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The Securities and Exchange Commission asked, and GCs responded. As the SEC has worked on a raft of new rules required by the Sarbanes-Oxley Act, it has continually asked for public comment on its proposals. Some of the most voluble commentators have been general counsel, and not surprisingly, they haven’t liked much of what the commission has in mind. They say that company leaders will be less likely to seek legal advice because new reporting obligations will weaken attorney-client privilege. GCs will become responsible for lawyers who don’t work in the law department or in a legal capacity. And reams of paperwork will be generated by reporting requirements that insist all complaints be sent “up the ladder” and “direct to the CLO.” Most public comments were posted on the SEC’s Web site as the agency received them. Below, a sampling of GC remarks from November 2002 to January 2003.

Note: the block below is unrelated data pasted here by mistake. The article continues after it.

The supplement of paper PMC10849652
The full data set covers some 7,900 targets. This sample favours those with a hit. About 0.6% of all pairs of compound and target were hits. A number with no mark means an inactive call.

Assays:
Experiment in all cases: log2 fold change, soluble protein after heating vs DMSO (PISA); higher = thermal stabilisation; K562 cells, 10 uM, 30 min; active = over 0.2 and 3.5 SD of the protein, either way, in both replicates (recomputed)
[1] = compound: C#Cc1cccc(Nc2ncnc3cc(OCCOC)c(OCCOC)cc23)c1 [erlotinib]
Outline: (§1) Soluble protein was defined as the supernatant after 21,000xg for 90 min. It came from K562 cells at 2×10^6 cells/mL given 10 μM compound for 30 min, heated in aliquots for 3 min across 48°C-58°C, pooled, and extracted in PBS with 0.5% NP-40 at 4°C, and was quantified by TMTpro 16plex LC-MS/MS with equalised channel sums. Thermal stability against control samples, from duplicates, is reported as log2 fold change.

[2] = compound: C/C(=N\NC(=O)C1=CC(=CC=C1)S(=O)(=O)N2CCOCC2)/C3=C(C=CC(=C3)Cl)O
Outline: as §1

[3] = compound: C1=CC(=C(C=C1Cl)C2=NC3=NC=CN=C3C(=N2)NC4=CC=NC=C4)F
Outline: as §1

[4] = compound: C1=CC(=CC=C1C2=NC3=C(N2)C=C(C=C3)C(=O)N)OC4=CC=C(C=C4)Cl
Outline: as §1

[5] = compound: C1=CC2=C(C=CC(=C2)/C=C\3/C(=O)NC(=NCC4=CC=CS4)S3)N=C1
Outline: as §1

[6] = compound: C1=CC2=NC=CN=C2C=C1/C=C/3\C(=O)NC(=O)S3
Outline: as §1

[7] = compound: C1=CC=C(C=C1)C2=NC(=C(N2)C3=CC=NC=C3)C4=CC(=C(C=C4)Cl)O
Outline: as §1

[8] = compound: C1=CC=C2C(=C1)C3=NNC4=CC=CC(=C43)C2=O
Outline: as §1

James Melican, executive vice president-legal and external affairs, International Paper Company Agreed in principle with up-the-ladder internal reporting, but not “noisy withdrawal,” which would require that an outside lawyer notify the SEC after he quit a client because of wrongdoing at the company. “[The] requirement of a ‘noisy withdrawal’ by outside counsel will have a double-barreled chilling effect upon the willingness of (1) inside counsel to contact outside experts at precisely the time when outside advice may be most important, and (2) business leaders to engage their legal advisers in exactly the type of open attorney-client communications necessary to comply with the spirit and letter of the [Sarbanes-Oxley] Act.” Scott MacKay, associate general counsel-litigation and compliance, Lockheed Martin Corporation Said that individuals holding a law degree but working in a nonlegal capacity shouldn’t be held to the proposed requirement for attorneys to report evidence of material violations. “The CLO of [a company] … should be responsible … only for those attorneys over whom he or she has the authority to exercise control. The effect of proposed Part 205 is to place the CLO … in the untenable position of being responsible for employees who happen to have law degrees, but who neither perform legal duties nor report to him or her within the legal organization.” W. Hardy Callcott,senior vice president and general counsel, Charles Schwab & Co., Inc. Addressed a wide range of issues, including how the CLO can’t remedy violations, why outside counsel can’t always judge materiality, who is an attorney, and what the costs would be for investigating and documenting up-the-ladder reporting. “I believe there will be hundreds of immaterial matters for each material one, and that the cost of investigating and documenting will be closer to 100 lawyer-hours each, rather than ten hours each [as the SEC has suggested]. In other words, the commission is underestimating the cost of these rules by a factor of over 1,000.” Edward Knight, executive vice president and general counsel, The Nasdaq Stock Market, Inc. Argued that the original definition of a “financial expert” qualified to serve on an audit committee was too restrictive, and also that companies should not be obliged to disclose the names of financial experts. “[In] the absence of protections from additional liability as a result of the [financial expert] designation, disclosure of the names of financial experts will discourage people from serving on an audit committee, thus further reducing the pool of qualified individuals and depriving [companies] and their investors of these individuals’ valuable service.”

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